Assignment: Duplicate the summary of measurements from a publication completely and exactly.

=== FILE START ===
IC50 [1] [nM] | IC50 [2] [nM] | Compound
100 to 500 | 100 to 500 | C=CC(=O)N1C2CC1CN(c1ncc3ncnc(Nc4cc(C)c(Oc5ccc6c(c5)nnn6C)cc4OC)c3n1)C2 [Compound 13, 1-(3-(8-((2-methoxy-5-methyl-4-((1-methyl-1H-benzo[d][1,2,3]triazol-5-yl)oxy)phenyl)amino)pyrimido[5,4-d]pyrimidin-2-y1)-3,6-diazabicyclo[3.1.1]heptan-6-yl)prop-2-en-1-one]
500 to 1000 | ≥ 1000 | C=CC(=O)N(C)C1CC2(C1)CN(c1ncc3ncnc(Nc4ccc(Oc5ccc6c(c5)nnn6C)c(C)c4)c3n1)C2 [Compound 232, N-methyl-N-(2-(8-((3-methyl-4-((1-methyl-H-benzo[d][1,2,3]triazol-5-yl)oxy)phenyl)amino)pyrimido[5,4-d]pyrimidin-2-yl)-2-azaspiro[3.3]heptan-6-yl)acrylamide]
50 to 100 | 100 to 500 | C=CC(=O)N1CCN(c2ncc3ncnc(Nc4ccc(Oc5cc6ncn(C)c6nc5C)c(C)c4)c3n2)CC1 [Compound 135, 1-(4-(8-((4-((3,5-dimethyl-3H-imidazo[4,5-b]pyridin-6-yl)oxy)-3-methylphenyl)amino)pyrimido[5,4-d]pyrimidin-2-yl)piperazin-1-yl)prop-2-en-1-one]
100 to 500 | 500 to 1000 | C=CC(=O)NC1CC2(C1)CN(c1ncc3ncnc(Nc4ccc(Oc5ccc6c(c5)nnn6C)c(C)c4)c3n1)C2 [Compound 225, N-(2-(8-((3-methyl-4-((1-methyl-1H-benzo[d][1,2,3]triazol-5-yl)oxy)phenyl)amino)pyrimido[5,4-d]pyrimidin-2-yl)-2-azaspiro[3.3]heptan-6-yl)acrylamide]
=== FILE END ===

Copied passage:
IC50 [1] [nM] | IC50 [2] [nM] | Compound
100 to 500 | 100 to 500 | C=CC(=O)N1C2CC1CN(c1ncc3ncnc(Nc4cc(C)c(Oc5ccc6c(c5)nnn6C)cc4OC)c3n1)C2 [Compound 13, 1-(3-(8-((2-methoxy-5-methyl-4-((1-methyl-1H-benzo[d][1,2,3]triazol-5-yl)oxy)phenyl)amino)pyrimido[5,4-d]pyrimidin-2-y1)-3,6-diazabicyclo[3.1.1]heptan-6-yl)prop-2-en-1-one]
500 to 1000 | ≥ 1000 | C=CC(=O)N(C)C1CC2(C1)CN(c1ncc3ncnc(Nc4ccc(Oc5ccc6c(c5)nnn6C)c(C)c4)c3n1)C2 [Compound 232, N-methyl-N-(2-(8-((3-methyl-4-((1-methyl-H-benzo[d][1,2,3]triazol-5-yl)oxy)phenyl)amino)pyrimido[5,4-d]pyrimidin-2-yl)-2-azaspiro[3.3]heptan-6-yl)acrylamide]
50 to 100 | 100 to 500 | C=CC(=O)N1CCN(c2ncc3ncnc(Nc4ccc(Oc5cc6ncn(C)c6nc5C)c(C)c4)c3n2)CC1 [Compound 135, 1-(4-(8-((4-((3,5-dimethyl-3H-imidazo[4,5-b]pyridin-6-yl)oxy)-3-methylphenyl)amino)pyrimido[5,4-d]pyrimidin-2-yl)piperazin-1-yl)prop-2-en-1-one]
100 to 500 | 500 to 1000 | C=CC(=O)NC1CC2(C1)CN(c1ncc3ncnc(Nc4ccc(Oc5ccc6c(c5)nnn6C)c(C)c4)c3n1)C2 [Compound 225, N-(2-(8-((3-methyl-4-((1-methyl-1H-benzo[d][1,2,3]triazol-5-yl)oxy)phenyl)amino)pyrimido[5,4-d]pyrimidin-2-yl)-2-azaspiro[3.3]heptan-6-yl)acrylamide]